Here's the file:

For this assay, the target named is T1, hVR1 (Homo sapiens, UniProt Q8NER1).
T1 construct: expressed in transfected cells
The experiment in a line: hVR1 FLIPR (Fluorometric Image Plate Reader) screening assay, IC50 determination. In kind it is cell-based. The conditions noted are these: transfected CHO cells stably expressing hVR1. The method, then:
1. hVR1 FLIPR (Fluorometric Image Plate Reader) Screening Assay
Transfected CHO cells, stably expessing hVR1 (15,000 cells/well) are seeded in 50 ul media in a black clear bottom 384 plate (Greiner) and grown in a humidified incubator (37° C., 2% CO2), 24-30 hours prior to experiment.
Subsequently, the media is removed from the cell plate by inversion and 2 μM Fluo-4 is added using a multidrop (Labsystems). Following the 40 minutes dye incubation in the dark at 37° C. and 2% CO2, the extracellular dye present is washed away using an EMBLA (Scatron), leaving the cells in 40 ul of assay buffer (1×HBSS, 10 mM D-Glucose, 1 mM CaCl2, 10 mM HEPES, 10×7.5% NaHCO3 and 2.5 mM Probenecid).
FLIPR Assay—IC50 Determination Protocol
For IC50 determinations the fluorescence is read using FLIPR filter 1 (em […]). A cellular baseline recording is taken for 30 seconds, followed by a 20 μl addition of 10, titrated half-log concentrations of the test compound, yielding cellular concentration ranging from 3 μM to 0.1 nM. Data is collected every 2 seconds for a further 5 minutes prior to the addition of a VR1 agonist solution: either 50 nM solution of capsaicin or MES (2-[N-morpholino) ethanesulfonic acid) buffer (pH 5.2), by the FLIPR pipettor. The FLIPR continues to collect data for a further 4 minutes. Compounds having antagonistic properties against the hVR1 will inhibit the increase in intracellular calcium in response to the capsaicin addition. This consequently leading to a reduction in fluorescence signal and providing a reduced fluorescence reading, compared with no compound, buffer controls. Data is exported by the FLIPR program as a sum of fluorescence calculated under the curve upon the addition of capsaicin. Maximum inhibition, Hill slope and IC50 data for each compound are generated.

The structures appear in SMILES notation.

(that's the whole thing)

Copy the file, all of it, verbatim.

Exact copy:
For this assay, the target named is T1, hVR1 (Homo sapiens, UniProt Q8NER1).
T1 construct: expressed in transfected cells
The experiment in a line: hVR1 FLIPR (Fluorometric Image Plate Reader) screening assay, IC50 determination. In kind it is cell-based. The conditions noted are these: transfected CHO cells stably expressing hVR1. The method, then:
1. hVR1 FLIPR (Fluorometric Image Plate Reader) Screening Assay
Transfected CHO cells, stably expessing hVR1 (15,000 cells/well) are seeded in 50 ul media in a black clear bottom 384 plate (Greiner) and grown in a humidified incubator (37° C., 2% CO2), 24-30 hours prior to experiment.
Subsequently, the media is removed from the cell plate by inversion and 2 μM Fluo-4 is added using a multidrop (Labsystems). Following the 40 minutes dye incubation in the dark at 37° C. and 2% CO2, the extracellular dye present is washed away using an EMBLA (Scatron), leaving the cells in 40 ul of assay buffer (1×HBSS, 10 mM D-Glucose, 1 mM CaCl2, 10 mM HEPES, 10×7.5% NaHCO3 and 2.5 mM Probenecid).
FLIPR Assay—IC50 Determination Protocol
For IC50 determinations the fluorescence is read using FLIPR filter 1 (em […]). A cellular baseline recording is taken for 30 seconds, followed by a 20 μl addition of 10, titrated half-log concentrations of the test compound, yielding cellular concentration ranging from 3 μM to 0.1 nM. Data is collected every 2 seconds for a further 5 minutes prior to the addition of a VR1 agonist solution: either 50 nM solution of capsaicin or MES (2-[N-morpholino) ethanesulfonic acid) buffer (pH 5.2), by the FLIPR pipettor. The FLIPR continues to collect data for a further 4 minutes. Compounds having antagonistic properties against the hVR1 will inhibit the increase in intracellular calcium in response to the capsaicin addition. This consequently leading to a reduction in fluorescence signal and providing a reduced fluorescence reading, compared with no compound, buffer controls. Data is exported by the FLIPR program as a sum of fluorescence calculated under the curve upon the addition of capsaicin. Maximum inhibition, Hill slope and IC50 data for each compound are generated.

The structures appear in SMILES notation.